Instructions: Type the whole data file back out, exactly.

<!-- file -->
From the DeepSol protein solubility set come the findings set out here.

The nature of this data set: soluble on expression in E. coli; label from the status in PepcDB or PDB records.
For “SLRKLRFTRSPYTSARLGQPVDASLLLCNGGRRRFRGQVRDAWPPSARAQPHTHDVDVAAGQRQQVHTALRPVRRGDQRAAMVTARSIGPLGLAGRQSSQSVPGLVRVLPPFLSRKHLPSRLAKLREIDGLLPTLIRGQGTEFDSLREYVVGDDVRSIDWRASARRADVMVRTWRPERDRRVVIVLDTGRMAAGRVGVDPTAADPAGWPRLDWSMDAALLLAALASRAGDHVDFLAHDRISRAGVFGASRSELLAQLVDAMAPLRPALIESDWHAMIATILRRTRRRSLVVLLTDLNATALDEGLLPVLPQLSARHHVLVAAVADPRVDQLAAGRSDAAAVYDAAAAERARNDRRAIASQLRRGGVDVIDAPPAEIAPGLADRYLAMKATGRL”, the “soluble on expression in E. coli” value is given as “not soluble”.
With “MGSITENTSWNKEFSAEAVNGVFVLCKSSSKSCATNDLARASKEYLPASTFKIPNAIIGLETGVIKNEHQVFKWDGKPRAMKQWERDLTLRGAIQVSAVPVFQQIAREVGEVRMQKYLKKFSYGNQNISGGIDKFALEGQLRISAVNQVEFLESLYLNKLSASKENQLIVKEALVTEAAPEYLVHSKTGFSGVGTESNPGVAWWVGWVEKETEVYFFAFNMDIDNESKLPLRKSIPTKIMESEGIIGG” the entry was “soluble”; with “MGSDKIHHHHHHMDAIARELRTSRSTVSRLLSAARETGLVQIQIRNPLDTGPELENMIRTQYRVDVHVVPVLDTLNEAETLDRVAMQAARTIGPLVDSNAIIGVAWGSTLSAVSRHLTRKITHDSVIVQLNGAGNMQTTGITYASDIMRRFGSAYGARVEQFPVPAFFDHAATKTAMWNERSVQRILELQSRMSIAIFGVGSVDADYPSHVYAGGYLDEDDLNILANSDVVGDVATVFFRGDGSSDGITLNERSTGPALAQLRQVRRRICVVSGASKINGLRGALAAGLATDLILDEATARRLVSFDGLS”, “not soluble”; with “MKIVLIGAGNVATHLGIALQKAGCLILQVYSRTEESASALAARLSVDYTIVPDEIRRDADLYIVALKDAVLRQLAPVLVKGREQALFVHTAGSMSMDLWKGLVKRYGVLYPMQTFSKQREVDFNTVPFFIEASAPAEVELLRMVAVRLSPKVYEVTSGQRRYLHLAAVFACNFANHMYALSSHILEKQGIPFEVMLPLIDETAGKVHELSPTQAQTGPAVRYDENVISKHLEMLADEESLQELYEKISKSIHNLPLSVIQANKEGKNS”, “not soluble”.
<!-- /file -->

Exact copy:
From the DeepSol protein solubility set come the findings set out here.

The nature of this data set: soluble on expression in E. coli; label from the status in PepcDB or PDB records.
For “SLRKLRFTRSPYTSARLGQPVDASLLLCNGGRRRFRGQVRDAWPPSARAQPHTHDVDVAAGQRQQVHTALRPVRRGDQRAAMVTARSIGPLGLAGRQSSQSVPGLVRVLPPFLSRKHLPSRLAKLREIDGLLPTLIRGQGTEFDSLREYVVGDDVRSIDWRASARRADVMVRTWRPERDRRVVIVLDTGRMAAGRVGVDPTAADPAGWPRLDWSMDAALLLAALASRAGDHVDFLAHDRISRAGVFGASRSELLAQLVDAMAPLRPALIESDWHAMIATILRRTRRRSLVVLLTDLNATALDEGLLPVLPQLSARHHVLVAAVADPRVDQLAAGRSDAAAVYDAAAAERARNDRRAIASQLRRGGVDVIDAPPAEIAPGLADRYLAMKATGRL”, the “soluble on expression in E. coli” value is given as “not soluble”.
With “MGSITENTSWNKEFSAEAVNGVFVLCKSSSKSCATNDLARASKEYLPASTFKIPNAIIGLETGVIKNEHQVFKWDGKPRAMKQWERDLTLRGAIQVSAVPVFQQIAREVGEVRMQKYLKKFSYGNQNISGGIDKFALEGQLRISAVNQVEFLESLYLNKLSASKENQLIVKEALVTEAAPEYLVHSKTGFSGVGTESNPGVAWWVGWVEKETEVYFFAFNMDIDNESKLPLRKSIPTKIMESEGIIGG” the entry was “soluble”; with “MGSDKIHHHHHHMDAIARELRTSRSTVSRLLSAARETGLVQIQIRNPLDTGPELENMIRTQYRVDVHVVPVLDTLNEAETLDRVAMQAARTIGPLVDSNAIIGVAWGSTLSAVSRHLTRKITHDSVIVQLNGAGNMQTTGITYASDIMRRFGSAYGARVEQFPVPAFFDHAATKTAMWNERSVQRILELQSRMSIAIFGVGSVDADYPSHVYAGGYLDEDDLNILANSDVVGDVATVFFRGDGSSDGITLNERSTGPALAQLRQVRRRICVVSGASKINGLRGALAAGLATDLILDEATARRLVSFDGLS”, “not soluble”; with “MKIVLIGAGNVATHLGIALQKAGCLILQVYSRTEESASALAARLSVDYTIVPDEIRRDADLYIVALKDAVLRQLAPVLVKGREQALFVHTAGSMSMDLWKGLVKRYGVLYPMQTFSKQREVDFNTVPFFIEASAPAEVELLRMVAVRLSPKVYEVTSGQRRYLHLAAVFACNFANHMYALSSHILEKQGIPFEVMLPLIDETAGKVHELSPTQAQTGPAVRYDENVISKHLEMLADEESLQELYEKISKSIHNLPLSVIQANKEGKNS”, “not soluble”.